A pandemic rule change could make it easier to get treatment for opioid addiction in Alaska

a woman sits at a desk behind a reception counter
Medical assistant Sarah Martin sits at the reception desk of Ideal Option, a medication assisted addiction treatment clinic in Juneau. (Kavitha George/KTOO)

Alaska doctors have temporary permission from the state to use telehealth to prescribe a controlled, but life-saving drug used to treat opioid addiction. State officials say they’d like to make the change permanent.

Once a patient says they’re ready for treatment, physicians like Dr. Janice Sheufelt want to get them the medication that prevents withdrawal symptoms as soon as possible.

“Honestly, even a few days makes a difference because of how many people are dying from opioid overdoses in our state,” she said.

She got to sidestep a significant barrier to care for people with opioid addictions during the pandemic — the clinic visit. That is, until February when the state’s emergency order lapsed and the state tightened restrictions on telehealth.

That meant she and her patients had to schedule an in-person appointment with another doctor to prescribe the drug, buprenorphine. It’s also called by its brand name, Suboxone. An extra step, and extra time, when withdrawal symptoms can manifest within hours.

“Every patient I speak to, they tell me about their friends or family members who have died. So I really think time is of the essence, and even a few days can make a difference. I’ve had people overdose and die who were waiting to get into treatment,” said Dr. Sheufelt.

Last week, the state’s medical board approved an emergency order from the state health department to reinstate buprenorphine prescriptions by telehealth for 120 days. But there was a four-month period where providers had to set up in-person appointments to get prescriptions.

In that time, Dr. Sheufelt says more than 200 patients asked to start medicated treatment at her clinic alone.

The lapse came at a critical time: hospital visits for overdoses involving heroin have increased dramatically in the state since March. Overdose visits from March to May this year are more than double last year’s visits over the same period of time.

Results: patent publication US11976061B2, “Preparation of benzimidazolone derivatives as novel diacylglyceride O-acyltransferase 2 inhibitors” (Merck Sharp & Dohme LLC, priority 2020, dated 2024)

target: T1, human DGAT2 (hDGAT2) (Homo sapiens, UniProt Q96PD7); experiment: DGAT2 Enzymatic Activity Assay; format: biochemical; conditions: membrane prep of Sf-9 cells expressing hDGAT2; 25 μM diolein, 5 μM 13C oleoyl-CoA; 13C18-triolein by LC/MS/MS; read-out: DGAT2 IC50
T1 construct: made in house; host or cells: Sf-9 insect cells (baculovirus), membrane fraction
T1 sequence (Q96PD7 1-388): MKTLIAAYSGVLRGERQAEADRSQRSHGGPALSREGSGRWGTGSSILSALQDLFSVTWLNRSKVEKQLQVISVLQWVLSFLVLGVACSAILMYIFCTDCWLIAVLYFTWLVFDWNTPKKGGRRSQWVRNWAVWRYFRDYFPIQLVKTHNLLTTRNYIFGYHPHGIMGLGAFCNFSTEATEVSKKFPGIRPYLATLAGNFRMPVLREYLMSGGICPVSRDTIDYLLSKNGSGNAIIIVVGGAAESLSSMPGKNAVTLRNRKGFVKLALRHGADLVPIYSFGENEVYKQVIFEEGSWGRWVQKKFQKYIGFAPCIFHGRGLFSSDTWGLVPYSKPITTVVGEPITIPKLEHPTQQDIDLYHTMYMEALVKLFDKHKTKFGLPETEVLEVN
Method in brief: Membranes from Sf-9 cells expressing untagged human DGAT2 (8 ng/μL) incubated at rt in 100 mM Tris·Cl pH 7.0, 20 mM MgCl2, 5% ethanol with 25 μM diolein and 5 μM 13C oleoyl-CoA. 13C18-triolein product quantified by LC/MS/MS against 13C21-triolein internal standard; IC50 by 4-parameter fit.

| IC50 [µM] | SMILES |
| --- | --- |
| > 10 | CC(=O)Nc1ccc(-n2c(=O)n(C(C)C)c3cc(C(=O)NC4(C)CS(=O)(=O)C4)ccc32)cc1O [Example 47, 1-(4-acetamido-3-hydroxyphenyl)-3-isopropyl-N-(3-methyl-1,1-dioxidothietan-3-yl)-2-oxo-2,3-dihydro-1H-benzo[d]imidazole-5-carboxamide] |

Officials from the state’s medical board declined recorded interviews but wrote in a statement that the board will work to make the change permanent and allow Alaska doctors to prescribe and renew prescriptions for buprenorphine without an in-person appointment.

“Medication is a key part of helping people who have opioid use disorder in stopping,” said Jeannie Monk, a senior Vice President at the Alaska State Hospital and Nursing Home Association, or ASHNAH.

She testified before the medical board on behalf of Alaska physicians who said the change is necessary to help their patients. She said the COVID-19 pandemic illuminated a real need.

“Because people couldn’t go in to see doctors and people in rural areas couldn’t travel, giving them access to really life-saving medication by telehealth has been essential,” she said.

Buprenorphine typically requires an in-person visit for a prescription because it is categorized as a controlled substance. It works to block withdrawal symptoms but doesn’t get users high like heroin or fentanyl do.

“It took quite a while to kind of get the State Medical Board to kind of understand the situation and take action,” Monk said.

Even though current state and federal law do not allow that type of drug to be prescribed without an in-person visit, the state’s medical board is working to keep the exemption in place. It cites high rates of opioid overuse, overdose and death in the state as reasons it will work towards the permanent change.

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